2. We like getting feedback that confirms our views of ourselves. The results of personality tests aren’t usually that deep or insightful but somehow that doesn’t stop us from taking them. This is likely because it is the process of gaining information that we already know that we enjoy. Psychologists have learned that people prefer to receive feedback that confirms their identity than feedback that doesn’t. By choosing a personality test I want to take and carefully selecting my answers, I can usually get the computer to give me feedback about myself that matches up with what I already think about myself. Getting this feedback feels good and helps me re-affirm my identity.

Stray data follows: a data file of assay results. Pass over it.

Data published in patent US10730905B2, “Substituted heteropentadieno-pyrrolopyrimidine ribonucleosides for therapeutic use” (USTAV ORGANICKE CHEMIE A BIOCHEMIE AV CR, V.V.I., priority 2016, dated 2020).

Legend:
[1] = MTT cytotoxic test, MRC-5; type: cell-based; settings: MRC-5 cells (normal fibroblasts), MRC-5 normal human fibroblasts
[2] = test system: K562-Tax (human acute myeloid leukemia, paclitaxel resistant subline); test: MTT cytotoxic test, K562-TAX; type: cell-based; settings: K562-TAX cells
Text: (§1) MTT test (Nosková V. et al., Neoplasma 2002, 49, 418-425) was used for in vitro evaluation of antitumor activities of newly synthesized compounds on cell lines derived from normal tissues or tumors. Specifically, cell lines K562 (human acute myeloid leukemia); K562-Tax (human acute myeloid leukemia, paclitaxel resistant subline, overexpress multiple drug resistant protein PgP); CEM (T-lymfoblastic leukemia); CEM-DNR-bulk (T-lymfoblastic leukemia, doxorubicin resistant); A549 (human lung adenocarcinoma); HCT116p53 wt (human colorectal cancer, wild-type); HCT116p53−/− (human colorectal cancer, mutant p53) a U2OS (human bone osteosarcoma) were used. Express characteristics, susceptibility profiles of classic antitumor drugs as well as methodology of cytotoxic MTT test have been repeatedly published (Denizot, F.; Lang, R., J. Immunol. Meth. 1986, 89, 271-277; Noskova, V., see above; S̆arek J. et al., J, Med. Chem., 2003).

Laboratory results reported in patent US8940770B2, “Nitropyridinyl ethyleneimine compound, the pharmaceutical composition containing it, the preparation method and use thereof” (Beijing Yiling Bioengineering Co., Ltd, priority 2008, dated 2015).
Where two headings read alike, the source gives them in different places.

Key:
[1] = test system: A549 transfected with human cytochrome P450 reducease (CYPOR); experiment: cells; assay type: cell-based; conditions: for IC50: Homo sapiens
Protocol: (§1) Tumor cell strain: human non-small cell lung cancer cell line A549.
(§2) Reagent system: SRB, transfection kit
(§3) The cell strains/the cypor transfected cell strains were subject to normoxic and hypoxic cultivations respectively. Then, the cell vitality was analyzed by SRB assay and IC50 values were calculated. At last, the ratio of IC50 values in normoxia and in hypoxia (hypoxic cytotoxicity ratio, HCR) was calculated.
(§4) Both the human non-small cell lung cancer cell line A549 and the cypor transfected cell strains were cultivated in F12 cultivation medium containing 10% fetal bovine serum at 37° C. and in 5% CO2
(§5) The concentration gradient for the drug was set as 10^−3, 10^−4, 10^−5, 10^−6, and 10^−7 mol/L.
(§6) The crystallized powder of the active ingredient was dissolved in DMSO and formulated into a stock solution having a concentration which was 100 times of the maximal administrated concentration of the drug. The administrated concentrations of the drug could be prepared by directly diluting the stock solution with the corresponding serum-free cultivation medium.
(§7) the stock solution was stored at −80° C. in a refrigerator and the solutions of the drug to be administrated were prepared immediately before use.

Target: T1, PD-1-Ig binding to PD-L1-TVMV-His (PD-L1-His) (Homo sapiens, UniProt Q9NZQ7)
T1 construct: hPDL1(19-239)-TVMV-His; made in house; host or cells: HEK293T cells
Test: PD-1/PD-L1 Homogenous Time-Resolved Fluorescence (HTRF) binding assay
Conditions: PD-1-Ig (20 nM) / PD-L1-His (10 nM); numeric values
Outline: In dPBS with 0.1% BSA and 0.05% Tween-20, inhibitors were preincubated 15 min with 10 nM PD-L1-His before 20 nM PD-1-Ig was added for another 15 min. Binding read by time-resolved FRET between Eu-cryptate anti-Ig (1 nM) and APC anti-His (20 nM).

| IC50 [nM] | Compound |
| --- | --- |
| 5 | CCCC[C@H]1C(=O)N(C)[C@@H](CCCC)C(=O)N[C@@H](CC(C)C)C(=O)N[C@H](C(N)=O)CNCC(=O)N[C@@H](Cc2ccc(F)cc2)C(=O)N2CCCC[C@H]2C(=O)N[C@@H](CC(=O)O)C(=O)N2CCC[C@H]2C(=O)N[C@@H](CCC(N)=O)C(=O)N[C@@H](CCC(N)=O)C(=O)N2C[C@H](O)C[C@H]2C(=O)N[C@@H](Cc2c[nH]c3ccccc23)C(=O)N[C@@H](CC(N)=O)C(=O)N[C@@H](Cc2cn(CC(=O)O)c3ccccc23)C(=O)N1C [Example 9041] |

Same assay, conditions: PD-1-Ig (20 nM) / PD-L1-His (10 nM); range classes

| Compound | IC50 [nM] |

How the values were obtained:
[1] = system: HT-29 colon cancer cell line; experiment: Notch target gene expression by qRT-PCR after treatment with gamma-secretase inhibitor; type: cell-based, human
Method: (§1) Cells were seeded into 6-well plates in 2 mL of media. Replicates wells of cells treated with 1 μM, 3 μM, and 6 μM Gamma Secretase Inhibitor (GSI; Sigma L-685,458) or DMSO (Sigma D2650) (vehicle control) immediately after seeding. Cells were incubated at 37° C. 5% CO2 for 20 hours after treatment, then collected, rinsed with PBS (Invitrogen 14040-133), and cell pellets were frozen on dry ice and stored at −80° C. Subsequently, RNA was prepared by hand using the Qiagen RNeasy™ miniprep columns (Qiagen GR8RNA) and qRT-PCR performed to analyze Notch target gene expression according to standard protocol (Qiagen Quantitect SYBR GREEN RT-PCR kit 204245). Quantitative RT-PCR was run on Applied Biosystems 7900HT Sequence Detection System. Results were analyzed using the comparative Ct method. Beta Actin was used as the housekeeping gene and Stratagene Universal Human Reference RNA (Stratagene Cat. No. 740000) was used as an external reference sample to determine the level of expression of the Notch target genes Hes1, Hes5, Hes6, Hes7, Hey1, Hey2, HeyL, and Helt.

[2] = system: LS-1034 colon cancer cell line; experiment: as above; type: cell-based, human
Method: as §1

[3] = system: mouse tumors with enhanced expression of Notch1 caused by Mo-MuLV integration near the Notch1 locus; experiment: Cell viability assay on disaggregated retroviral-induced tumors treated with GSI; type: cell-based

Consistent with the finding that we like getting feedback that aligns with our self-views, we also like it when other people see us as we see ourselves. Knowing that we are perceived in a way that matches what we think about ourselves implies that our interactions with others will be predictable and manageable. When we get a result from a personality test that aligns with our own self-view, we probably feel good that we are being recognized for who we are (or at least who we think we are). Yes, we are being recognized by a computer, but this is a computer-administered test that was designed by a human. Presumably a human would come up with the same perception of us based on the same information.